FLORIDA BAR ETHICS OPINION
February 6, 1967
Advisory ethics opinions are not binding.
An attorney served with a writ of garnishment subsequent to rendition of a judgment against his
client may properly assert the attorney-client privilege in response. The attorney is not obligated
to withdraw from representation of the client if the client refuses to waive the privilege.
Chairman MacDonald stated the opinion of the committee:
A member of The Florida Bar represents defendants against whom judgment
has been rendered. During the time in which the representation still continues by
virtue of the pendency of post-trial motions, the plaintiff has caused the inquiring
attorney to be served with a writ of garnishment seeking answer under oath from
the attorney, inter alia, as to personal indebtedness to the defendants, possession
or control of property of the defendants, and knowledge as to other persons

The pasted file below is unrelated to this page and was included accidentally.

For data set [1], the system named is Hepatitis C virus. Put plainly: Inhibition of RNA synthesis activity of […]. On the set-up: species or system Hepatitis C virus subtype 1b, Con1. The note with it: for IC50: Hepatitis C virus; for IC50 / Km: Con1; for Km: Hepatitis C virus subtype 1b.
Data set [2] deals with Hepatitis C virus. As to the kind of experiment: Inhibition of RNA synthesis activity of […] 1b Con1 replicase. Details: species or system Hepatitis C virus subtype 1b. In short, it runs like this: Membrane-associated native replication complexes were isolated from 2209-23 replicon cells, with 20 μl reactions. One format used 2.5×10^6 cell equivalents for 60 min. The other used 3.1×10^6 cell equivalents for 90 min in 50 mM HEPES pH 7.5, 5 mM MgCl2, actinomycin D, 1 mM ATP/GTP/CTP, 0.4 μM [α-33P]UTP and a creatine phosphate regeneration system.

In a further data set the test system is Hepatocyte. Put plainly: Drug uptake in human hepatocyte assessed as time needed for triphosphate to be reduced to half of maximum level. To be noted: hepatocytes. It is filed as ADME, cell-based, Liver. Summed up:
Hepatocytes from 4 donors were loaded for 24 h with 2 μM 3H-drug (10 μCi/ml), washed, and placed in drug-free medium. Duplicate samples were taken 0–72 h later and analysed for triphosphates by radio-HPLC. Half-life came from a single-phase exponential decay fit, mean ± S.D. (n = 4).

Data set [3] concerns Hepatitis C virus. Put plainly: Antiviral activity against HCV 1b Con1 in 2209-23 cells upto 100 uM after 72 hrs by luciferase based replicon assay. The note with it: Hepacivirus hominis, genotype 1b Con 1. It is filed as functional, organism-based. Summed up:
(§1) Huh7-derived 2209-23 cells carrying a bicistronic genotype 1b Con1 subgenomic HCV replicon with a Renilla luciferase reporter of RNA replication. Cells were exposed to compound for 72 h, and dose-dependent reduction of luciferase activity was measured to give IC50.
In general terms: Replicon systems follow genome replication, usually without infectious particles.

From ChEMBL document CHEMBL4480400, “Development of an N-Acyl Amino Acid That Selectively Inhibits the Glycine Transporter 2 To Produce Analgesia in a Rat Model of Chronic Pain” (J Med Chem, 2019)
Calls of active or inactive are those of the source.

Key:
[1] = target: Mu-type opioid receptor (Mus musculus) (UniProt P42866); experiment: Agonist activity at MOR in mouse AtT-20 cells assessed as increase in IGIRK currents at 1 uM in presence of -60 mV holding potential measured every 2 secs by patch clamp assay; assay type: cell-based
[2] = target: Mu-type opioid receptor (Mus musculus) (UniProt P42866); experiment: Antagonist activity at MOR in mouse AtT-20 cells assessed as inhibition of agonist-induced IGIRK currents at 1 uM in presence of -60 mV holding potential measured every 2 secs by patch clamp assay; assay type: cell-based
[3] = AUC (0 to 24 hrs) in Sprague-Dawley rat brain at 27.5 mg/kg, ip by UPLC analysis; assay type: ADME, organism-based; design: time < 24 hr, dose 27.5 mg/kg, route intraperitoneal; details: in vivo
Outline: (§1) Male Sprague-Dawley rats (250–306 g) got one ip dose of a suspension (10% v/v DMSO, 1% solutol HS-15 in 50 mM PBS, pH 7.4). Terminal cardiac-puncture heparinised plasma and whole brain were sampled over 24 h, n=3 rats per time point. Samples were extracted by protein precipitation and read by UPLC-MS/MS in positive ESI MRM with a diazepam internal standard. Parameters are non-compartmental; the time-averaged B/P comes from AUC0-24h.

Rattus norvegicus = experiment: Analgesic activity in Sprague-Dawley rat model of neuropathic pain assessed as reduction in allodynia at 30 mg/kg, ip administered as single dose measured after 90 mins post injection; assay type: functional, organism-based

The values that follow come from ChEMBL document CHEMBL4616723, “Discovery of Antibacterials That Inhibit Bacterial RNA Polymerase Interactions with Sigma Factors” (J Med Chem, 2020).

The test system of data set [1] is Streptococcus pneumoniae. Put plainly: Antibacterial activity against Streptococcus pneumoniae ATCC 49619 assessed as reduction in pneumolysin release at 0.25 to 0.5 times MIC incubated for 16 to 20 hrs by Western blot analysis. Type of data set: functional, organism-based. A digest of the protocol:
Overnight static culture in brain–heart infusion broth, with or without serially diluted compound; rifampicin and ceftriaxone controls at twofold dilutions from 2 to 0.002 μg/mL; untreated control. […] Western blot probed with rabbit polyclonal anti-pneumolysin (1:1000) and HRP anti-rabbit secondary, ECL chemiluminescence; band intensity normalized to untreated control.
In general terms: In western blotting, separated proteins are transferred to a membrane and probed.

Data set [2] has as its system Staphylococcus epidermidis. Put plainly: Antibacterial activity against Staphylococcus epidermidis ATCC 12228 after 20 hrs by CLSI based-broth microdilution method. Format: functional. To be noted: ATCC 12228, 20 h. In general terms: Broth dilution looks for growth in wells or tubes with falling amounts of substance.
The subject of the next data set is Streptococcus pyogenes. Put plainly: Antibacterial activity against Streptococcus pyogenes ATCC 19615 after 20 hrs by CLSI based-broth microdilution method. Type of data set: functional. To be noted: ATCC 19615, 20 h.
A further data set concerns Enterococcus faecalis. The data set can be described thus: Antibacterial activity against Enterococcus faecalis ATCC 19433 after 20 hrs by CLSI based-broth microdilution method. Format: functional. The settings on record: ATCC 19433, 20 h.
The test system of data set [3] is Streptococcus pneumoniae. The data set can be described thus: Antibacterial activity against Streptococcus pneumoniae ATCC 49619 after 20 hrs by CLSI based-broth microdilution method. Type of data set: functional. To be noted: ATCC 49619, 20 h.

indebted to the defendants or possessing their property. The inquirer has filed a
claim of privilege in response to the writ of garnishment. He now inquires as to
whether he may properly answer this writ when the information upon which it
would be answered was communicated in confidence by the client. He further
inquires as to whether he would be required to withdraw from the representation
of the defendants in the event they decline to waive any privilege which might be
pertinent under the circumstances.
The question of privilege, its existence and extent, is an issue of law which is beyond the
jurisdiction of this Committee. However, it is manifest that there can be no ethical impropriety in
a lawyer asserting the privilege under the circumstances related and thereafter abiding the order
of the court if the issue be further controverted by the plaintiff. It necessarily follows that the
attorney can ethically continue to represent such interests of the defendants as may be involved
in further proceedings even though they decline voluntarily to waive any privilege.